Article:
Pharmacotrafficking Assays

Identify Pharmacochaperones that Rescue Disease Relevant Mutant Membrane Proteins

Small molecule pharmacochaperones function as protein chaperones to rescue and guide misfolded proteins from the endoplasmic reticulum (ER) to their intended cellular location. Mutated misfolded GPCRs, ion channels, or transporters trapped in the ER are unable to move to the plasma membrane and can lead to diseases such as cystic fibrosis, obesity, diabetes, cardiac arrhythmias, and more. Pharmacochaperones act as therapeutic agents to stabilize and correct the misfolded protein and allow for the proteins’ proper trafficking from the ER to the plasma membrane to prevent the disease.


Utilize PathHunter® cell-based pharmacotrafficking assays to identify, characterize, and optimize pharmacochaperones. These homogeneous cell-based assays are easy-to-use, quantitative, and provide a superior alternative to imaging or antibody-based methods

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Product Highlights

  • Extensive Portfolio – Cell lines, custom assays, and toolbox products applicable for disease relevant mutant GPCRs, ion channels, and transporters
  • Small Molecule Discovery – Assays to identify small molecule pharmacological chaperones that rescue or correct several disease relevant mutant membrane proteins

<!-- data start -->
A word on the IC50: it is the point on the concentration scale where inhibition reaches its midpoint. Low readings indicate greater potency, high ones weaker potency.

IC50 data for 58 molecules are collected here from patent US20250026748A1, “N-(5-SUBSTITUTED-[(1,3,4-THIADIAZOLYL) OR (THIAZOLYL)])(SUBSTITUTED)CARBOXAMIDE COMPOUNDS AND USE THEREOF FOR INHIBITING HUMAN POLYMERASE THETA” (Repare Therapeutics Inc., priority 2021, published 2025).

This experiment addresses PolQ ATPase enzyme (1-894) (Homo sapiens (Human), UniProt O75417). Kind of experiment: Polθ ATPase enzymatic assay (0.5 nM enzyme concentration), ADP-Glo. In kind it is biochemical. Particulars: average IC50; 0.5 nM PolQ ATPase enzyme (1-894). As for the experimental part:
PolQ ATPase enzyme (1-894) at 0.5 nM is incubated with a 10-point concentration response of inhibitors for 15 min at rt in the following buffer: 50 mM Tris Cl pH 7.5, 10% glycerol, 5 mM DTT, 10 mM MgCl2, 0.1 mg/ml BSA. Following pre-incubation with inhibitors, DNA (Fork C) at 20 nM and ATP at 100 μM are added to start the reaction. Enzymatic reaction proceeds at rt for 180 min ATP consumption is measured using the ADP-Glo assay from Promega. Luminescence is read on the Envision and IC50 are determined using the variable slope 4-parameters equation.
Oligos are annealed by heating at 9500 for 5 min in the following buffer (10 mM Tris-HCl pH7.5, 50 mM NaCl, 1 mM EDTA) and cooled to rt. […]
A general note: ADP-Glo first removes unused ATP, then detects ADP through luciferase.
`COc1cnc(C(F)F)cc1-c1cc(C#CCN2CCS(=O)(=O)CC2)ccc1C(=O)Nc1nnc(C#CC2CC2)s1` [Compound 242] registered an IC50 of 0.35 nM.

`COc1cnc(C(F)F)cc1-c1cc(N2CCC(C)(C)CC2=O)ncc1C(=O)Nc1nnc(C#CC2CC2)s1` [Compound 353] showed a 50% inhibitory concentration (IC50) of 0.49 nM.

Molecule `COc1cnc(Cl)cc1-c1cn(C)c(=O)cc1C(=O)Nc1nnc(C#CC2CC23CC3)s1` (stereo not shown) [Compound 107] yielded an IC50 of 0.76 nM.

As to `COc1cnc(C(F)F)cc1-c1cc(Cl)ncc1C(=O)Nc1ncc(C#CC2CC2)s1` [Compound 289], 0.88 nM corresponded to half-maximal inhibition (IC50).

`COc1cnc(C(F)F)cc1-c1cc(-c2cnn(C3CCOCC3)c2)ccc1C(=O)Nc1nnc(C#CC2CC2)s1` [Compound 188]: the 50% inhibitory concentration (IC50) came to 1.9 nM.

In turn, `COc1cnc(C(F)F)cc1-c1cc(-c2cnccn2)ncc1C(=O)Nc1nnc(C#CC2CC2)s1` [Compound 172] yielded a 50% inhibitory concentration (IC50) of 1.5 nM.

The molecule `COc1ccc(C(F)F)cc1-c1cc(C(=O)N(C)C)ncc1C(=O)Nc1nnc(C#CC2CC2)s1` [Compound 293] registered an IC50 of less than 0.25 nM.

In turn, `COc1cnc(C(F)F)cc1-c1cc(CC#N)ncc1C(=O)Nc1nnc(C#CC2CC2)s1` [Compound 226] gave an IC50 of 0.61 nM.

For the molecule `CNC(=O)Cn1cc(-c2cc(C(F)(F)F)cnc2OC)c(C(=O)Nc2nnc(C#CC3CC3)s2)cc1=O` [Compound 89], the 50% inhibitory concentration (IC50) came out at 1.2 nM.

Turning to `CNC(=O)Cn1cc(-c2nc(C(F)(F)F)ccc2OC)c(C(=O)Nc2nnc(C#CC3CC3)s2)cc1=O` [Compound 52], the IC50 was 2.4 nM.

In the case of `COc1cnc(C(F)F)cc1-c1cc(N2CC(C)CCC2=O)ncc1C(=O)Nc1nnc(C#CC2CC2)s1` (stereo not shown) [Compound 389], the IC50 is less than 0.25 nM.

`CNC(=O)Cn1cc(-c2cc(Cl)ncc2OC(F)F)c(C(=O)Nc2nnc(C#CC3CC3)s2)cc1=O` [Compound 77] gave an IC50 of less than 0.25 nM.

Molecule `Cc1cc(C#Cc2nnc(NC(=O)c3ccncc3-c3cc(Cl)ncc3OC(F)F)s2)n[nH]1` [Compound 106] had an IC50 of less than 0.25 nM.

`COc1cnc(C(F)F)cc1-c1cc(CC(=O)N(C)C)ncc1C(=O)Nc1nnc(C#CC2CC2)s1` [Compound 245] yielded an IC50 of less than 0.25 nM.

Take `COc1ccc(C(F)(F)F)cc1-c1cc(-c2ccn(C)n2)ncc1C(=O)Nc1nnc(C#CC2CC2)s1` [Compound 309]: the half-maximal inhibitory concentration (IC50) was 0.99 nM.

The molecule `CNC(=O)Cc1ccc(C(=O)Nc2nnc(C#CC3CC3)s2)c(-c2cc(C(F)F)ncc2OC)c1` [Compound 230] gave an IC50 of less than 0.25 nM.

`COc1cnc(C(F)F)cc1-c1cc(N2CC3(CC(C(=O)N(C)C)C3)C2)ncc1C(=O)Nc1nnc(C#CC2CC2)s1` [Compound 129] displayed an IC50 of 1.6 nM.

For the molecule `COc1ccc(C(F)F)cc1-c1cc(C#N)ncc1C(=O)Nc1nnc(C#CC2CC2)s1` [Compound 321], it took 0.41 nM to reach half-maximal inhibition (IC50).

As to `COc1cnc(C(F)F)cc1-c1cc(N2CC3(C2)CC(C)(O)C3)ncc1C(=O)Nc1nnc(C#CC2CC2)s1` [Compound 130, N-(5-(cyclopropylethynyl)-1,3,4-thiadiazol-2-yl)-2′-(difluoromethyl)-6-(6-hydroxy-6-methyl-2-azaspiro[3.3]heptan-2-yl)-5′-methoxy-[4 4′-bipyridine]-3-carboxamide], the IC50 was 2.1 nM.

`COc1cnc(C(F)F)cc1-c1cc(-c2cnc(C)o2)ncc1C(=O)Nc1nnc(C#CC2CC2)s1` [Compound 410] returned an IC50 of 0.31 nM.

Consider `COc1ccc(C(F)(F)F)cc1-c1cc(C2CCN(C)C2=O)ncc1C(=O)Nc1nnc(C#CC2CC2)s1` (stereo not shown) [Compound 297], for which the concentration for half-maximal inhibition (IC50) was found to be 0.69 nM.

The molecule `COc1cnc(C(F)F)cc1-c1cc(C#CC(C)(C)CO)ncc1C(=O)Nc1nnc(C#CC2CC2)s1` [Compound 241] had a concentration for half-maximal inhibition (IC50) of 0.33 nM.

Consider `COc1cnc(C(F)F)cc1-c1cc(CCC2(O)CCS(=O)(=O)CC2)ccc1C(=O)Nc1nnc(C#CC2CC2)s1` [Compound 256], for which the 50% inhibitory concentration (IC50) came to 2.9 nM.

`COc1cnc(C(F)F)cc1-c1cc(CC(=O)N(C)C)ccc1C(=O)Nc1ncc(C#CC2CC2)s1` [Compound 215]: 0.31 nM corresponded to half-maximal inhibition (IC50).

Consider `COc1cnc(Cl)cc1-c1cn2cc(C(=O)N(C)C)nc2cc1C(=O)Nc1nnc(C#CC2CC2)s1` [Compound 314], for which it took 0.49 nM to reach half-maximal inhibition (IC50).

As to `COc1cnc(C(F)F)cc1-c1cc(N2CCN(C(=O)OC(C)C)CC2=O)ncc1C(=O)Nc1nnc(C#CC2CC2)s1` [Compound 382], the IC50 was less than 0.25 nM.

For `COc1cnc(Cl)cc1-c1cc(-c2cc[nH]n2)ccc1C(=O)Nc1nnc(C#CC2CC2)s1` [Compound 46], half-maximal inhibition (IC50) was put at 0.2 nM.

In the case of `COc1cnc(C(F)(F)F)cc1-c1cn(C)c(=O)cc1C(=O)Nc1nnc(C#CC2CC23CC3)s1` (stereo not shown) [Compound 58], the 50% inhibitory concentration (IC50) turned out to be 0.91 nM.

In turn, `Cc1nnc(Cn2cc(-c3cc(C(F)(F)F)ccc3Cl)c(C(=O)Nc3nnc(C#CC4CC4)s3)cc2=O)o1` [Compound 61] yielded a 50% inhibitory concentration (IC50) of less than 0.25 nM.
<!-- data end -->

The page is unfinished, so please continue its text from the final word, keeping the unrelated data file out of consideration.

• Scalable – Homogenous quantitative, easy-to-use assays amenable for low, medium, and high throughput screening (HTS) programs
  • Superior Readout — Antibody- and image-free assays with a sensitive chemiluminescent read-out

Key Resources


Cell Lines and Assays

  • PathHunter Pharmacotrafficking Assays – Identify pharmacochaperones that rescue disease relevant mutant membrane proteins with easy-to-use, quantitative, and homogeneous cell-based assays based on the Enzyme Fragment Complementation technology.
    Target Class Target Protein Description Disease Relevance Readout Cell Line
    GPCR ADRB2(W158A) Adrenergic receptor beta 2   Endosome - EA 93-0986C3
    GPCR AVPR2(S167T) Vasopressin receptor 2 Nephrogenic diabetes insipidus Endosome - EA 93-0992C3
    Ion Channel CFTR-ΔF508 Cystic fibrosis transmembrane conductance regulator Cystic fibrosis Membrane - EA 93-0641C2 (CHO-K1)
    93-0987C3 (U2OS)
    Ion Channel KCNH2(G601S) Potassium voltage-gated channel, subfamily H (eag-related), member 2 Long QT syndrome (Cardiac arrhythmias) Membrane - EA 93-1064C3
    GPCR MC4R(T162I) Melanocortin 4 receptor Obesity Endosome - EA 93-1004C3
    GPCR mRHO(P23H) Rhodopsin Retinitis pigmentosa Endosome & Membrane - EA 93-0990C3 (ENDO-EA)
    93-1077C3 (MEM-EA)
    GPCR SMO(W535L) Smoothened frizzled family receptor Basal skin cell carcinomas Membrane – EA 93-0991C3

Custom and Toolbox Products

  • Custom Capabilities – Custom cell lines and assays capabilities optimized to fit your requirements
  • Parental Cell Lines – Engineered cells to generate your own pharmacotrafficking assays and investigate trafficking of your target protein to the plasma membrane, nucleus, or endosome.

Assay Principle

Assay Principle